Nov. 8th, 2005

deborah: the Library of Congress cataloging numbers for children's literature, technology, and library science (Default)
Recently, I had an extended interview for a job for which I was ultimately rejected. I don't know who did get the job, but I'm sure I'll know soon enough. You see, this interview was to become Somebody in the library world. The person in this position will be a Mover and Shaker in the world of librarianship and technology. She'll have the opportunity to see potential improvements in librarianship and make them happen, to change the rules, to be part of the paradigm shift. I'm sure in the coming years I'll see her name at conferences, in books, on papers. And I'll be a little jealous every time.

As luck would have it, my next interview -- before I'd even been rejected from the Somebody position -- was to be a Nobody. A cog in a library system, about 6 steps removed from any reference or research or information. My job would be to make life a little more efficient for those who make life more efficient for those who enable the people who do actual library work. And what I discovered, when I interviewed for the Nobody position, was that I'd been corrupted by the interview for the Somebody position. While I'd not gone into librarianship in the hopes of fame and fortune, suddenly I found all other library positions paling before the reflected glory of my unrealised Somebodyness. All my unrealised hopes and dreams (the novelist I'll never be, despite my mother's constant pressure; the open-source revolution I never made; the PhD I never got; even the BNF I'm not) brought to light in all their unattractive, spotted, warty nakedness. Suddenly the simple library jobs for which I'd dropped my career, gone thousands of dollars into debt, and changed my life seemed petty.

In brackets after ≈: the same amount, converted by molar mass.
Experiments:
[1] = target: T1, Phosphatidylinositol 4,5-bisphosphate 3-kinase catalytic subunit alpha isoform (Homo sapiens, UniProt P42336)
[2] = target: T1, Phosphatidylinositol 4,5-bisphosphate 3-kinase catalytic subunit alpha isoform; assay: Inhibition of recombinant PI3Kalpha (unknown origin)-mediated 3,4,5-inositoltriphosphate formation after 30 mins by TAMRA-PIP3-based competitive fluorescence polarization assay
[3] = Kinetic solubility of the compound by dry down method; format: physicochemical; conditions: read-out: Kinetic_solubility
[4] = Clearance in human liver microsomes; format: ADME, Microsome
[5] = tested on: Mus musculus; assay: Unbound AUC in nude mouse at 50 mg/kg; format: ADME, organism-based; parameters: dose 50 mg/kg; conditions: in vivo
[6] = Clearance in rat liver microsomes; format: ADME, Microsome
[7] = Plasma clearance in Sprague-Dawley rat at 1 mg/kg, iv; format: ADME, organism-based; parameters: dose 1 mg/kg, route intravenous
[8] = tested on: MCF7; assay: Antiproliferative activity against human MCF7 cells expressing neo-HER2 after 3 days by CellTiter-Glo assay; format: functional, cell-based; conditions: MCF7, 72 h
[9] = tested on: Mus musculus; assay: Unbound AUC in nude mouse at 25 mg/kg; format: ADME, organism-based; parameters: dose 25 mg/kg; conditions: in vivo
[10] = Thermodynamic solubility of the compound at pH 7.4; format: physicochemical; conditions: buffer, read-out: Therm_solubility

It's hard getting my perspective back. I remind myself that it's easy in this day and age for a smart person to become Somebody if she so chooses. I have this blog: if I think of clever and world-shattering ideas I can post them. I'm a programmer: if I don't like existing library software I can write my own, better software. I'm literate and intelligent: I can write articles, attend conferences, and generally make a Somebody of myself. But only if I want to. It's not going to happen because an employer tells me so, but only if it's so important to me to become Somebody that I do the work.

Is it that important to me? I don't know. I'm happy enough in my life, and don't generally think I need to be on the forefront of changing the world. I don't want to be a name everybody knows, though I'd certainly not mind the private satisfaction of knowing that the Somebodys out there owe some small measure of their success to me. (I always did crew in high school plays. Does it show?) It wouldn't have occured to me until I interviewed for the Mover and Shaker position and realised the idea thrilled me. (And terrified me, in equal measure.)

I have to remember that being a librarian is, by definition, being Somebody. Remind myself of all my old lessons in social justice and community activism. Think globally, act locally, and all that. And I do remember, usually. Except late at night, when I'm trying to sleep, and I'm drowning in might-have-beens.

Note to self: Self, remember how [ profile] parenth_blog and [ profile] mirith convinced you to become a librarian? It was because they showed you how much you'd love reference, and they were right.

Self answers: Doh! I forgot. And Self gets back to the busy game of looking forward to reference and instruction at a conventional librarian position.
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